“Maybe we like Chicago a lot,” Rivers said. “(We must) want to come back. The pizza is freakin’ good. That’s what we’re doing.”

Yes, it’s at least Game 6 back in Chicago Thursday, and it’s hard to imagine there can be another like this, another three, really, after a truly amazing week of basketball.

It didn’t look great for the Bulls early. Teams coming off a loss like the Bulls had at home in Game 3 usually try to come out with a rush and incite the home crowd. The Bulls failed to do so, and Del Negro went to the bench quickly with the team down 13-10 to replace Tyrus Thomas, who was shooting a bit too much already, and Rose, though I thought that was premature with Rose.

Rondo again started fast, and I thought the Celtics’ demise toward the latter stages was forgetting about Rondo and isolating too much for Pierce. I thought Rivers also made a crucial mistake early in the second quarter as Boston was ahead 19-18 after one. Rivers went with the bottom of his bench with Eddie House, Stephon Marbury, Mikki Moore and Brian Scalabrine playing together, and it was a disaster for Boston.

The Bulls went on a 10-2 run with Rose hitting Tyrus for a slam dunk, Hinrich hitting a three and Miller rolling off a pick for a three-point play.

The Bulls took a 30-23 lead, which invited the crowd back in. It was their biggest lead of the game.

The Celtics ran their regulars back in and recovered to lead 46-45 at halftime. Boston had pulled ahead, but the Bulls came back and had a two-point lead with Boston with a last shot to end of the half. Rondo dribbled on top and then hit an open Allen for a three. It was Tyrus with the responsibility, but Boston kept luring him in as he looked for weak side blocks and was taking advantage of his over aggressiveness.

The Bulls had a good stretch again midway through the third quarter as Noah got inside Kendrick Perkins for a tip in, Tyrus scored off a pass from Salmons, who was trapped on a drive,and Gordon hit a pullup for a 65-58 lead.

Though the Celtics took control yet again with a 12-0 run to end the third quarter as Allen was fouled on a three-point shot by Tyrus, Pierce got a switch and hit a three and Rondo picked up a loose ball and put it back.

The Bulls changed their defensive coverages Sunday, and it had some success. I expect the Celtics will react well to it.

The Bulls hadn’t been dealing with the Celtics’ pick and roll. So they went back to a tactic they’d used a lot earlier in the season of switching everything. The danger is you get these awful mismatches with small players like Rose and Gordon in the paint against taller players. The Celtics didn’t take advantage very well as the Bulls pretty much tried to zone the middle after the switches and had some success.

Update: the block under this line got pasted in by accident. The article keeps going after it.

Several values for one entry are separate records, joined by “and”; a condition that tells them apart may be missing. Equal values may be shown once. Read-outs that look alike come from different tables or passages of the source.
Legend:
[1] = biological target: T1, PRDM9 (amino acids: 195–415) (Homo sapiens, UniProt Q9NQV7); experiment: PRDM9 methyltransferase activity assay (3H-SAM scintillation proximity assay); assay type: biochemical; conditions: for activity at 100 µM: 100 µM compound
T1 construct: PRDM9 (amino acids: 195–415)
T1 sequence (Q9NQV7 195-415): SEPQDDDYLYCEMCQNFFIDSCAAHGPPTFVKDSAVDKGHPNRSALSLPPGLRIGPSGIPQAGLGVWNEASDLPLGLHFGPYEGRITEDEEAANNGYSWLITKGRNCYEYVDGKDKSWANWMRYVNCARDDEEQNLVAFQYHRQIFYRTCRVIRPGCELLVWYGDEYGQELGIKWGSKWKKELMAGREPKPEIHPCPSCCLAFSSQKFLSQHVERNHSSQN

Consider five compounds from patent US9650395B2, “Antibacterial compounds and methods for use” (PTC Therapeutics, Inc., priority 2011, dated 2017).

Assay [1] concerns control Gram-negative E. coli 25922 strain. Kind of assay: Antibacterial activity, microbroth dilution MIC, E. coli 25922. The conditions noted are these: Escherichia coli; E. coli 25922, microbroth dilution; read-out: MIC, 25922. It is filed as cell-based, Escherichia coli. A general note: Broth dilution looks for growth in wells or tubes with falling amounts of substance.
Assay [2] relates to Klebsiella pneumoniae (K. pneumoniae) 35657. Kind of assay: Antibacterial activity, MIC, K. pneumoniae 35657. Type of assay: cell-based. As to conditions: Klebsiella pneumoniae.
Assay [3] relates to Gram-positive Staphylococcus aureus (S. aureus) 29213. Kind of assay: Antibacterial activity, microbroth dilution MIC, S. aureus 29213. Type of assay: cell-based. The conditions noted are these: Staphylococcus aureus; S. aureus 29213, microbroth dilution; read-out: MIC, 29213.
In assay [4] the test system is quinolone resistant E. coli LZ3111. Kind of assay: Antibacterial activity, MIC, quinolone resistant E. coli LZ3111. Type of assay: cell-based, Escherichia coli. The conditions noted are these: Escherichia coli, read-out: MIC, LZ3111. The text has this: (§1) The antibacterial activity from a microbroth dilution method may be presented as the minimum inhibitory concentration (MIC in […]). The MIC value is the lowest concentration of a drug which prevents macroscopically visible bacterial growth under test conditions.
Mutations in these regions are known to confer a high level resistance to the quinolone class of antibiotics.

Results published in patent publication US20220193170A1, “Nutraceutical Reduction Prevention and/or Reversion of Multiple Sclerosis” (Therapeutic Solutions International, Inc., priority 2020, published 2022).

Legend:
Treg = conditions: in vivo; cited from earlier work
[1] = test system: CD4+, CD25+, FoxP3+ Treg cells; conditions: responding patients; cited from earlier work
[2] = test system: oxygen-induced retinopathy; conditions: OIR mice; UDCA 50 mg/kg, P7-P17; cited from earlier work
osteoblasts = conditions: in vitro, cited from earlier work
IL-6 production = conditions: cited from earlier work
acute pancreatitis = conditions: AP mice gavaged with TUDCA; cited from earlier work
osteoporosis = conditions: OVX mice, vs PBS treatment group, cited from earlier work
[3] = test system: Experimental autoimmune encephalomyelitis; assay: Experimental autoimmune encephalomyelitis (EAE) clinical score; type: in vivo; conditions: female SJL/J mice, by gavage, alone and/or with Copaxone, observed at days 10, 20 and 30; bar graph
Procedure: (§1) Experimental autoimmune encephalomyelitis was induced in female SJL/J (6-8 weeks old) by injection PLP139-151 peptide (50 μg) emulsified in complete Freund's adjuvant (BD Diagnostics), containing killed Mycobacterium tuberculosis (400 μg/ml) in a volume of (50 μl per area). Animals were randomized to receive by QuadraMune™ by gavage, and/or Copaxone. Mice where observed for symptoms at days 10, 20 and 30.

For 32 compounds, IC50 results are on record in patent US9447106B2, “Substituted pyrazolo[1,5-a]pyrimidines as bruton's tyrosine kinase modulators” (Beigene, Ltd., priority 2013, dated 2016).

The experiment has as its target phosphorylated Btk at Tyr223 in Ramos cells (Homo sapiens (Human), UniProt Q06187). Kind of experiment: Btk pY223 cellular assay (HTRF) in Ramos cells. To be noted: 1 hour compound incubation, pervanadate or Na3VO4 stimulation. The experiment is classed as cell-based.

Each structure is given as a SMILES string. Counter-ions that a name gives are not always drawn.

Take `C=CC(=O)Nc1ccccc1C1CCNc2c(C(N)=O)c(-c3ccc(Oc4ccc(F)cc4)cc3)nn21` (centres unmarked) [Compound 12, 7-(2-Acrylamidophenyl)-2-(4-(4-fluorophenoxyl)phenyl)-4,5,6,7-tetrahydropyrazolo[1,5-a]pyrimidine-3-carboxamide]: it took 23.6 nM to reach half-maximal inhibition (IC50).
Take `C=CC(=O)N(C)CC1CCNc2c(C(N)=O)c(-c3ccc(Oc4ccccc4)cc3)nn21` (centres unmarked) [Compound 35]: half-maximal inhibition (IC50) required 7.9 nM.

I think it also lured them into more of the isolations with Pierce, which curtailed their flow.

Also, a word about Perkins, who fouled out late in regulation with three fouls in a three-minute stretch, further weakening the Celtics thin interior. Perkins and Davis have been mauling Noah and Tyrus, which was why Miller made an early and frequent entrance. The Bulls had been complaining about the two pushing with hands on, though there were a few rebounds in the first half Perkins held Noah off with one hand, like you’d do a small child, and grabbed the ball with the other.

Perkins also has a habit of extending his rear into a screen and taking a step, and the referees were watching and he was called and out of the game. When he got deep post position or backed in, Noah was helpless. So it made it a lot easier when he went out.

The Bulls actually got into the penalty three minutes into the fourth quarter, and for those fans who also find fault with the officiating against the home team, the Bulls appeared to get a big break on a Rose drive with 35 seconds left in regulation when Scalabrine seemed in good position for a charge. But Rose got the call and made two free throws for a 93-91 lead.

Though the Bulls were absorbing much more punishment from the aggressive Celtics, and it manifested itself in Miller’s little bout with Davis with 10 minutes left in regulation.

Miller, cleverly, saw Davis falling out of bounds with a rebound. Miller stepped inside and stole the pass. Davis turned and smashed Miller on the head in a feigned effort to get at the ball. Unlike Gordon, Rose and Salmons who’d taken a few shots like this and walked away, Miller went at Davis.

Remember, this was the guy in his first run with the Bulls who made Shaq madder than he ever was and barely got out of the way of a Shaq roundhouse punch.